DLR (CC-BY 3.0).
Darstellung des MASCOT Betriebs bei der Ankunft am Asteroiden und auf dem Astroiden
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On 3 December 2014, the Japanese space probe Hayabusa2 embarked on a sample return mission to asteroid (162173) Ryugu (formerly designated 1999 JU3). On board is the Mobile Asteroid Surface Scout (MASCOT), a lander built by the German Aerospace Center (Deutsches Zentrum für Luft-und Raumfahrt; DLR) in collaboration with the French space agency CNES. The aim of the Hayabusa2 mission is to learn more about the origin and evolution of the Solar System. As asteroids account for some of the most primordial celestial bodies, researching them gives us a glimpse into our cosmic past. Furthermore, Ryugu is a near-Earth asteroid, which means it could pose a threat to Earth and must be investigated in order to reduce this threat. On 3 October 2018 at 03:58 (CEST) MASCOT separated from the Japanese Hayabusa2 spacecraft, and landed and made contact wit Ryugu approximately 20 minutes later. MASCOT was operational for over 17 hours, during which it collected data from the asteroid's surface.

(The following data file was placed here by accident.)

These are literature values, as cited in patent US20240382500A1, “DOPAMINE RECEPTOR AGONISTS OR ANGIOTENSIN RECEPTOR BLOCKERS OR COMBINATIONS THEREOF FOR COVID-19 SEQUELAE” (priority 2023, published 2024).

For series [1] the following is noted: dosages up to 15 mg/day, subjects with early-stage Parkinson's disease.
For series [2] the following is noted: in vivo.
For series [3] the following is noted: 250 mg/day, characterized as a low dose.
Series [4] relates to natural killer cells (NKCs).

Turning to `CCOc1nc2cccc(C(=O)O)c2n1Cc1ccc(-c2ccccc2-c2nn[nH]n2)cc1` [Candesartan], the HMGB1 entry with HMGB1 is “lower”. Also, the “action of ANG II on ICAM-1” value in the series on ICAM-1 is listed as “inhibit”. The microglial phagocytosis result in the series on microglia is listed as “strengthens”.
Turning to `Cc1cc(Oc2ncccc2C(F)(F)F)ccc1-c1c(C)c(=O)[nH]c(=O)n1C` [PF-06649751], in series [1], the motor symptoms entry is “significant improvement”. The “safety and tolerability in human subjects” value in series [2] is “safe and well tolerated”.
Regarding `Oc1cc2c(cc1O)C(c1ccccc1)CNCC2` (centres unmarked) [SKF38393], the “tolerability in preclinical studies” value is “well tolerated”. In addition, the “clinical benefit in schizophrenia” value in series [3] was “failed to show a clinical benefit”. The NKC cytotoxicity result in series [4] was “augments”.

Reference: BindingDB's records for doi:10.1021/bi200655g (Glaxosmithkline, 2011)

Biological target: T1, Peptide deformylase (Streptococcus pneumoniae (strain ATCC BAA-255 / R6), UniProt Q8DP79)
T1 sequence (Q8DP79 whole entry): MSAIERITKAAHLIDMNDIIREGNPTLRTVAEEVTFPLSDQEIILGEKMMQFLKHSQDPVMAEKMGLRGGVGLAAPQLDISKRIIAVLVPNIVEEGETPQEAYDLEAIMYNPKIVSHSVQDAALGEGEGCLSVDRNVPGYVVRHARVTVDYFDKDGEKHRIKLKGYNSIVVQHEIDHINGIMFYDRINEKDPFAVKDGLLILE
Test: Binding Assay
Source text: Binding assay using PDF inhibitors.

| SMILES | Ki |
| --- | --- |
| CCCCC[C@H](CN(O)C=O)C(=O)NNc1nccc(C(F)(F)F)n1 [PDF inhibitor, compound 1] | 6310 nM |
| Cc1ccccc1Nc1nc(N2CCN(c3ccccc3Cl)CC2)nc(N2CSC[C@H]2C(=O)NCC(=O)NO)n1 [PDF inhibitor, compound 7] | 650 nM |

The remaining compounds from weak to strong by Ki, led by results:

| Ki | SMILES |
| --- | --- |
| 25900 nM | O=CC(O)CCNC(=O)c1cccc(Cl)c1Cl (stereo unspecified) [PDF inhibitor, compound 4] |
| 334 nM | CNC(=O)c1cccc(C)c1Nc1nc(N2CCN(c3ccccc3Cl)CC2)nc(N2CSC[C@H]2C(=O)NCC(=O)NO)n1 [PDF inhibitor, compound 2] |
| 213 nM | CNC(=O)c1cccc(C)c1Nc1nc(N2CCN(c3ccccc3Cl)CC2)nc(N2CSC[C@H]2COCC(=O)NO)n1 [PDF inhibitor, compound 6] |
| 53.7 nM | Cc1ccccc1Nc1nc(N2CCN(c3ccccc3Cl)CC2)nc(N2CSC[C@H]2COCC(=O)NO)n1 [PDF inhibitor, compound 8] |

Four of the instruments in use
In 2019, asteroid researchers will receive a total of up to 16 hours of data, which, until now, had been inconceivable. In the event that the lander's battery (a contribution made by the French Space Agency CNES) dies after two asteroid days and nights, the mission will also come to an end. There are no solar panels on MASCOT to recharge the battery.
One factor taken into consideration by the Japanese Hayabusa2 team was the weight of the lander: the maximum weight for MASCOT was just 10 kilograms. DLR engineers housed four instruments in total in the very stable, yet light structure. Using a radiometer and camera from DLR, as well as a spectrometer from the Institut d'Astrophysique Spatiale (Institute of Space and Astrophysics), and a magnetometer from TU Braunschweig (The Technical University of Braunschweig), the mineralogical and geological composition of the asteroid's surface will be studied, and the surface temperature and magnetic field of the asteroid will be determined.
Jumping up to 70 metres on the asteroid
Sensors will enable the small, shoe-box-sized lander to orientate itself, regardless of how it lands. Using its swing arm, the lander will then be able to ‘flip’ itself over into the right position, if needs be, and straighten itself up before starting to take measurements. Once all four instruments are used, MASCOT will automatically engage the arm again, jump up to 70 metres away, and start over. In addition to the instruments, there is also a thermal system on board, which will balance out the temperatures on the asteroid and the on-board computer, which sends the data to the mother probe, Hayabusa2, at the DLR control centre.
Why research asteroids?